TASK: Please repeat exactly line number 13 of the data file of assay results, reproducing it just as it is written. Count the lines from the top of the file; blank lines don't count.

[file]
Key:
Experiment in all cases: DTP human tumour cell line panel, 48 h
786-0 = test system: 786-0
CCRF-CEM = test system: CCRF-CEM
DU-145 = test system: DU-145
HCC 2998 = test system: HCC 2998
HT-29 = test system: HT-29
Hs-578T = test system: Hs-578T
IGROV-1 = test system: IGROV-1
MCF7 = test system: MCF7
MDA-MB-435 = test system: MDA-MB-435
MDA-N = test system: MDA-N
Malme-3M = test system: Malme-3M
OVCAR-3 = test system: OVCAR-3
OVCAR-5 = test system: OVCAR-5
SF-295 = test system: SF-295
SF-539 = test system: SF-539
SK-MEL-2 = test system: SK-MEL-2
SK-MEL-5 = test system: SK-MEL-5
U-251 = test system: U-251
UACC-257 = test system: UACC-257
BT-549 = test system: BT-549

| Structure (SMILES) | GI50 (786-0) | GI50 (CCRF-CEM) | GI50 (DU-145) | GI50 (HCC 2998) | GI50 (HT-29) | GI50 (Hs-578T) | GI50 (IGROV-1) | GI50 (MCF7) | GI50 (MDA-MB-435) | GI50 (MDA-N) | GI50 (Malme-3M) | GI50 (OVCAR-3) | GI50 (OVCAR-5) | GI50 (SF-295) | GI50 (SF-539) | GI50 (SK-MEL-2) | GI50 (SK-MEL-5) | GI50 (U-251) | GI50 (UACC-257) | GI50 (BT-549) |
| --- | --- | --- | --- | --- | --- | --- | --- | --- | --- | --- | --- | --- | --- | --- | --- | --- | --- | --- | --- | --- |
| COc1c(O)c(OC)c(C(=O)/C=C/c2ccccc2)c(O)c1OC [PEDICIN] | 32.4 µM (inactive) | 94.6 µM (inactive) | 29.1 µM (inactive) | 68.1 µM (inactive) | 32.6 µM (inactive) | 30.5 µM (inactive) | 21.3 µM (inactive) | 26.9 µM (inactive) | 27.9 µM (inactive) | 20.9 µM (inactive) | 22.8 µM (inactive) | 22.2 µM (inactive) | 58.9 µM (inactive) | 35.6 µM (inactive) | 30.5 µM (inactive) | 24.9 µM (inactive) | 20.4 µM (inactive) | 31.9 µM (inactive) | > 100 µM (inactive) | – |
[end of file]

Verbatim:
Malme-3M = test system: Malme-3M